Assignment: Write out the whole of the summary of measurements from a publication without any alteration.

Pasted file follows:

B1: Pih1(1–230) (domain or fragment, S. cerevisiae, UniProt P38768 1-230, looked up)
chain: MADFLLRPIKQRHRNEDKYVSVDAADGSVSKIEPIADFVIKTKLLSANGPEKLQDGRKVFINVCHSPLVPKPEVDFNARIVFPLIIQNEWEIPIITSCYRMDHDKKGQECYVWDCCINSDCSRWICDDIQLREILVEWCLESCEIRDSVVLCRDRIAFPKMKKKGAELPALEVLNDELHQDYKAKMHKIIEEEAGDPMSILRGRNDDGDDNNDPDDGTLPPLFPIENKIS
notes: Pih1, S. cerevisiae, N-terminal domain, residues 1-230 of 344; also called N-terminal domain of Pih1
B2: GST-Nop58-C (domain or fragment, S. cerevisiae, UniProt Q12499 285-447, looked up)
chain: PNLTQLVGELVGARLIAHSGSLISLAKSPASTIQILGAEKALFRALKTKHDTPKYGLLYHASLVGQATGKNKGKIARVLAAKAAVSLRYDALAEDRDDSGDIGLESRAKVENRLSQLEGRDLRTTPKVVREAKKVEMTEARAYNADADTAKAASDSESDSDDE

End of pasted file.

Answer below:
B1: Pih1(1–230) (domain or fragment, S. cerevisiae, UniProt P38768 1-230, looked up)
chain: MADFLLRPIKQRHRNEDKYVSVDAADGSVSKIEPIADFVIKTKLLSANGPEKLQDGRKVFINVCHSPLVPKPEVDFNARIVFPLIIQNEWEIPIITSCYRMDHDKKGQECYVWDCCINSDCSRWICDDIQLREILVEWCLESCEIRDSVVLCRDRIAFPKMKKKGAELPALEVLNDELHQDYKAKMHKIIEEEAGDPMSILRGRNDDGDDNNDPDDGTLPPLFPIENKIS
notes: Pih1, S. cerevisiae, N-terminal domain, residues 1-230 of 344; also called N-terminal domain of Pih1
B2: GST-Nop58-C (domain or fragment, S. cerevisiae, UniProt Q12499 285-447, looked up)
chain: PNLTQLVGELVGARLIAHSGSLISLAKSPASTIQILGAEKALFRALKTKHDTPKYGLLYHASLVGQATGKNKGKIARVLAAKAAVSLRYDALAEDRDDSGDIGLESRAKVENRLSQLEGRDLRTTPKVVREAKKVEMTEARAYNADADTAKAASDSESDSDDE